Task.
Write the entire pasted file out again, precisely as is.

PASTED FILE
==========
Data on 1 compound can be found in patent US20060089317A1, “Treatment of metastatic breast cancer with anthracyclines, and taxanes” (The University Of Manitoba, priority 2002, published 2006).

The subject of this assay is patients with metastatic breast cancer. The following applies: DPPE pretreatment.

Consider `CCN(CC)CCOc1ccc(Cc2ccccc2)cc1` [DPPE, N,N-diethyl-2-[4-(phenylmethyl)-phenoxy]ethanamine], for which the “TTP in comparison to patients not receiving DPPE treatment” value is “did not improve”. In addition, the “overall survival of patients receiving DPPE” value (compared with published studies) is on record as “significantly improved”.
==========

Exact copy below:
Data on 1 compound can be found in patent US20060089317A1, “Treatment of metastatic breast cancer with anthracyclines, and taxanes” (The University Of Manitoba, priority 2002, published 2006).

The subject of this assay is patients with metastatic breast cancer. The following applies: DPPE pretreatment.

Consider `CCN(CC)CCOc1ccc(Cc2ccccc2)cc1` [DPPE, N,N-diethyl-2-[4-(phenylmethyl)-phenoxy]ethanamine], for which the “TTP in comparison to patients not receiving DPPE treatment” value is “did not improve”. In addition, the “overall survival of patients receiving DPPE” value (compared with published studies) is on record as “significantly improved”.